In actual fact, getting involved means getting your hands messy in your art as well as getting active in groups and forums.

Here you need to be a bit thick skinned. Okay, not a bit… you need to have a skin so thick that the BFG in Doom can’t penetrate it.

 

Most people online are armchair generals and in a lot of cases, completely ignorant to their words. You need to make sure that when you are active online, you take precautions. Like avoiding a situation about a controversial topic because you have better things to do than get into an argument online with someone who is very likely just being a royal turd.

In the groups, it is expected of you to share your work but also provide feedback to others’ work. Share a thought or two, an article or two that’s useful and relevant. Relevance is key here, you have to be relevant. There’s nothing to be gained from sharing a picture of a unicorn in a thread about how artists are starving, unless it’s a gif that has something to do with the thread, or a meme.

 

Memes are amazing.

 

Look at me talking about relevance and going on  a tangent about memes… haha

Only be online for as long as you need to be.

You’re an artist, your craft takes long and your work is not quick. Nor is it cheap. It is definitely quality though and that is something you must always remember when you open up your social feeds.

 

Spend more time making art than you spend online looking at art. I try and recommend the 80/20 rule.

Spend 80% of your time working on your art and 20% of your time on Social Media.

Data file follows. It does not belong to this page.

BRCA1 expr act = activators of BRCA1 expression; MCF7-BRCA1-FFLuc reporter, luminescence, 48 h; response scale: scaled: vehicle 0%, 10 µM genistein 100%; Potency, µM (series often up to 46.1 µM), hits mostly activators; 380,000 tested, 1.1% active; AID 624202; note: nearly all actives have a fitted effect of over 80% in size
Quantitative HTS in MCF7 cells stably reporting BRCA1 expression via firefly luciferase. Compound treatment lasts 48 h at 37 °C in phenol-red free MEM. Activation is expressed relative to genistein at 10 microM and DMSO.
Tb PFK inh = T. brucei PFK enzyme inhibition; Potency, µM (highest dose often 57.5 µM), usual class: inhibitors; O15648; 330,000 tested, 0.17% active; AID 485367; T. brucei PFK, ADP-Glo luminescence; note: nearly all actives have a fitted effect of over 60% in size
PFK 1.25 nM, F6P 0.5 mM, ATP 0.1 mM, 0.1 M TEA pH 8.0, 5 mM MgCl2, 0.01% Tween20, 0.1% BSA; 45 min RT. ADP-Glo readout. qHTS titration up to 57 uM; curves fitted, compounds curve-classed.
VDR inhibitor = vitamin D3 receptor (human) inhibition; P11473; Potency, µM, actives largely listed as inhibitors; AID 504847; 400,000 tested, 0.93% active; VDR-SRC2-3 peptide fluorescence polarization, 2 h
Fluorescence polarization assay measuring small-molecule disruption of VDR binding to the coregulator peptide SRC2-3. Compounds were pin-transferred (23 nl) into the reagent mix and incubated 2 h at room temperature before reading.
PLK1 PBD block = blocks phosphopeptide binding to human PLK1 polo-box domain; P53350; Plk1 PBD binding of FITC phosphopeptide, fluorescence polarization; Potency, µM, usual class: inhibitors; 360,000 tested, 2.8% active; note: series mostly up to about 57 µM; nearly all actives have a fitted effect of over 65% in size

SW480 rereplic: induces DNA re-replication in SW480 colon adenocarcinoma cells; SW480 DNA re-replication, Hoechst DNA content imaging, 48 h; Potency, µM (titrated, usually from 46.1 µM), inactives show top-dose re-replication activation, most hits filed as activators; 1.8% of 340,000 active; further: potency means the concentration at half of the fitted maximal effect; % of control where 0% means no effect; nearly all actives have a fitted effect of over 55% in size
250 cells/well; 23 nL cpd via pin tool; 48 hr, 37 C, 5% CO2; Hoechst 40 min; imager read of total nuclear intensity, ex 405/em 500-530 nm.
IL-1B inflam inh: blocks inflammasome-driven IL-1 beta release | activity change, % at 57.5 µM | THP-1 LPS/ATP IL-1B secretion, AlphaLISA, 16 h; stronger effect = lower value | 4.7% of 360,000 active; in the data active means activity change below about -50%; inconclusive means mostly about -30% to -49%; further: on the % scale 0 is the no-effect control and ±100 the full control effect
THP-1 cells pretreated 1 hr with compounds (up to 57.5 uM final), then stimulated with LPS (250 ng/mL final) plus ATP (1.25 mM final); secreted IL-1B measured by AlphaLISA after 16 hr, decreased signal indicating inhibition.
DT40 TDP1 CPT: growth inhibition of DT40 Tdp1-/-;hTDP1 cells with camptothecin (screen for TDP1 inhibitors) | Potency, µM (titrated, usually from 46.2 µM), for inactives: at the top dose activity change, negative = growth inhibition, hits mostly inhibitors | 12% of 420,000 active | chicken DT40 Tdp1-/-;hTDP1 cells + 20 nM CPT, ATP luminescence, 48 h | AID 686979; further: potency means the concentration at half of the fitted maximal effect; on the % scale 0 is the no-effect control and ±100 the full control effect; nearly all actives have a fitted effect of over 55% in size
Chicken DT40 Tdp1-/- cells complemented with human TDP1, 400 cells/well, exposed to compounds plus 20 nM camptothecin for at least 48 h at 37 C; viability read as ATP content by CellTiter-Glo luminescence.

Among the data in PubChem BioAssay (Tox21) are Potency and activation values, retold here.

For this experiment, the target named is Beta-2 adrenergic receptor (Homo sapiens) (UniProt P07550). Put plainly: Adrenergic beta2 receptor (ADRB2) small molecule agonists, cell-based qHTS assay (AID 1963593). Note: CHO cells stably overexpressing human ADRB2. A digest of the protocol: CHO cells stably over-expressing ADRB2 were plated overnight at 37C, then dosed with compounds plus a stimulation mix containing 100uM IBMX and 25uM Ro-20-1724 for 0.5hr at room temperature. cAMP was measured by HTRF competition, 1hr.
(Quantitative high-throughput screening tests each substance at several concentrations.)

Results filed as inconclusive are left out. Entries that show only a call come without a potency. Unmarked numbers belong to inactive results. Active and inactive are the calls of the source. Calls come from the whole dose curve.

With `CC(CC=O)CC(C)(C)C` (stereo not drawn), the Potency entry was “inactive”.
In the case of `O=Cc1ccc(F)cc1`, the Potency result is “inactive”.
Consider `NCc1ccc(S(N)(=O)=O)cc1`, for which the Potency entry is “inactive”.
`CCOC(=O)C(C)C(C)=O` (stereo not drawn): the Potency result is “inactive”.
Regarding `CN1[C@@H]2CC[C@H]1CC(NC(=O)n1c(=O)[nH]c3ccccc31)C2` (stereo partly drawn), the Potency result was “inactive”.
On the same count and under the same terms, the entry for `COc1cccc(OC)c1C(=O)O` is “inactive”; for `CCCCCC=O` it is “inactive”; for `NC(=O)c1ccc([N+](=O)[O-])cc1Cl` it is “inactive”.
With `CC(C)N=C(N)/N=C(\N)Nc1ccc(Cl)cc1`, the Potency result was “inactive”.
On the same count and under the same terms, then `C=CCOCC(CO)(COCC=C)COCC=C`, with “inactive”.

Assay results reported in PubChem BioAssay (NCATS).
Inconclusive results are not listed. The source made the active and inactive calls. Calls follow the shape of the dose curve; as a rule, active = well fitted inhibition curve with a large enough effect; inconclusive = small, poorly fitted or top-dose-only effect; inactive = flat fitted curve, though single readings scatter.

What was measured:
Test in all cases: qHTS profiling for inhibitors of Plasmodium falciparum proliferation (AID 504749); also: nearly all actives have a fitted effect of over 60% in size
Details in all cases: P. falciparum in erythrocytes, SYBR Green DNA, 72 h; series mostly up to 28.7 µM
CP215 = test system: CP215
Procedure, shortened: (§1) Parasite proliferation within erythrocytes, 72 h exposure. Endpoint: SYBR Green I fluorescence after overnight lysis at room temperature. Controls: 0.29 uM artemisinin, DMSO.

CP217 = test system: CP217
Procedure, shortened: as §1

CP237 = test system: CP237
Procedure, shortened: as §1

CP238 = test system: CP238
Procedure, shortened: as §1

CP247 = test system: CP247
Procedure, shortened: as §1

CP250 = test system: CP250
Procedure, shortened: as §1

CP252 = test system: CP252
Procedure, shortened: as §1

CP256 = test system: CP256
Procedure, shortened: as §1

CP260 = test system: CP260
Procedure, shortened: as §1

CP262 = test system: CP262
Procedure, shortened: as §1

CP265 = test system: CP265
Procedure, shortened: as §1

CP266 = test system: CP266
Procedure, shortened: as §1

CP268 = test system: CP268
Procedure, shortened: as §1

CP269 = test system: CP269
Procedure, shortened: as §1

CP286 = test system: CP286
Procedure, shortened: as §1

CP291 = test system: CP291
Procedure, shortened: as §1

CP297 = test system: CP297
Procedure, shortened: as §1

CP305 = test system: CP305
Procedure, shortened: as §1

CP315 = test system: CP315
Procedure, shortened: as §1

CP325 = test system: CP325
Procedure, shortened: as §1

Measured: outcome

Or rather in this case, break up the 80% to at least 50% making art, 10% admin, 10% planning your online activity for the next week/month and 10% on marketing research and then lastly 20% doing social media stuff.

 

This one is short, stop procrastinating and get back to work.

Play nice.

There’s enough of the bad things online and there are enough trolls online. We don’t need more of them. Play nice and be nice, it will not only pay off for you in the long run, it will make more people WANT to talk to you and work with you. If you’re an introvert, there is absolutely no harm in saying “I’m away from my desk right now, I’ll reply as soon as I am back”

 

I understand, introverts need their space away from people, I also encourage my friends to tell me straight up “Dude, I’m tired, I don’t feel like this right now” I wish my clients would be this honest with me too.

There’s far more value to be gained in being free to manage your own schedule, than to be micromanaged into sitting behind a computer and getting no productivity out of someone. This is a whole new discussion for another day. Also, unlimited leave, that’s another topic that has two views. Definitely worth a read.

 

Another example of playing nice online, is when you deliver a critique on someone’s artwork.

I heard of this thing a long time ago, called the Critique Sandwich.

 

How this works, is that you layer your critique with something nice(slice of bread) about the art piece, followed by the critique(the filling of the sandwich) and then end it off with something else that’s nice(slice of bread) as well as an overall compliment about the art piece(the plate the sandwich is served on).

Lastly. Be authentic. With a little caution.

Be yourself, be all of who you are and never let anyone else tell you otherwise. Just keep in mind that certain things online, will trigger certain audiences. Be careful of what you say to who, just like reading a room, read the thread, or article, BEFORE you comment ANYTHING.